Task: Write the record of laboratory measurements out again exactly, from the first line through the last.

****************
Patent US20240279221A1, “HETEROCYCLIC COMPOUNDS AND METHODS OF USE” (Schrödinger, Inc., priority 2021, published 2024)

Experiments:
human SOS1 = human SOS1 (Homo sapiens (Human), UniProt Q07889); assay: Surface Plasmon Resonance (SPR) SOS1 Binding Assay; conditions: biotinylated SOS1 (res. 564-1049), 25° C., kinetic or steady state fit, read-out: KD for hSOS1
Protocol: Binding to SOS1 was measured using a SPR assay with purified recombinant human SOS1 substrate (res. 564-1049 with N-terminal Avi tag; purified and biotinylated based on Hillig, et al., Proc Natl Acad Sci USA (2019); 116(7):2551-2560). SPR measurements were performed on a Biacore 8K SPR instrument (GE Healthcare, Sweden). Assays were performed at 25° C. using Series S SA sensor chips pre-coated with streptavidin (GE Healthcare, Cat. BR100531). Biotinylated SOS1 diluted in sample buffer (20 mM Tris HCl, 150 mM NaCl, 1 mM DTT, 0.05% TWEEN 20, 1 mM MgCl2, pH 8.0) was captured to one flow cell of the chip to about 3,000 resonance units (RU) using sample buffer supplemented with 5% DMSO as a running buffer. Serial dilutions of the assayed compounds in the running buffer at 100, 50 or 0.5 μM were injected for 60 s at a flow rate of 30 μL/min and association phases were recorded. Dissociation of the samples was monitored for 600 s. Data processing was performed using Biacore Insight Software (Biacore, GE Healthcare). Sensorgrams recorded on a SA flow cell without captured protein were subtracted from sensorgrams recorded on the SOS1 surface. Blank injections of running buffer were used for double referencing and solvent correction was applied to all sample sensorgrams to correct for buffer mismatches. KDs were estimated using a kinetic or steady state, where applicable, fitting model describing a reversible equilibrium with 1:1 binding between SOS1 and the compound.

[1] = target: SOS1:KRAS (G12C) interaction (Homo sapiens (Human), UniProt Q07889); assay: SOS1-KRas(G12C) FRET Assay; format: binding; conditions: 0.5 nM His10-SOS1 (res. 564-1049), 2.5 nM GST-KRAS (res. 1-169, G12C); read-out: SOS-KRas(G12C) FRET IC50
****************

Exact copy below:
Patent US20240279221A1, “HETEROCYCLIC COMPOUNDS AND METHODS OF USE” (Schrödinger, Inc., priority 2021, published 2024)

Experiments:
human SOS1 = human SOS1 (Homo sapiens (Human), UniProt Q07889); assay: Surface Plasmon Resonance (SPR) SOS1 Binding Assay; conditions: biotinylated SOS1 (res. 564-1049), 25° C., kinetic or steady state fit, read-out: KD for hSOS1
Protocol: Binding to SOS1 was measured using a SPR assay with purified recombinant human SOS1 substrate (res. 564-1049 with N-terminal Avi tag; purified and biotinylated based on Hillig, et al., Proc Natl Acad Sci USA (2019); 116(7):2551-2560). SPR measurements were performed on a Biacore 8K SPR instrument (GE Healthcare, Sweden). Assays were performed at 25° C. using Series S SA sensor chips pre-coated with streptavidin (GE Healthcare, Cat. BR100531). Biotinylated SOS1 diluted in sample buffer (20 mM Tris HCl, 150 mM NaCl, 1 mM DTT, 0.05% TWEEN 20, 1 mM MgCl2, pH 8.0) was captured to one flow cell of the chip to about 3,000 resonance units (RU) using sample buffer supplemented with 5% DMSO as a running buffer. Serial dilutions of the assayed compounds in the running buffer at 100, 50 or 0.5 μM were injected for 60 s at a flow rate of 30 μL/min and association phases were recorded. Dissociation of the samples was monitored for 600 s. Data processing was performed using Biacore Insight Software (Biacore, GE Healthcare). Sensorgrams recorded on a SA flow cell without captured protein were subtracted from sensorgrams recorded on the SOS1 surface. Blank injections of running buffer were used for double referencing and solvent correction was applied to all sample sensorgrams to correct for buffer mismatches. KDs were estimated using a kinetic or steady state, where applicable, fitting model describing a reversible equilibrium with 1:1 binding between SOS1 and the compound.

[1] = target: SOS1:KRAS (G12C) interaction (Homo sapiens (Human), UniProt Q07889); assay: SOS1-KRas(G12C) FRET Assay; format: binding; conditions: 0.5 nM His10-SOS1 (res. 564-1049), 2.5 nM GST-KRAS (res. 1-169, G12C); read-out: SOS-KRas(G12C) FRET IC50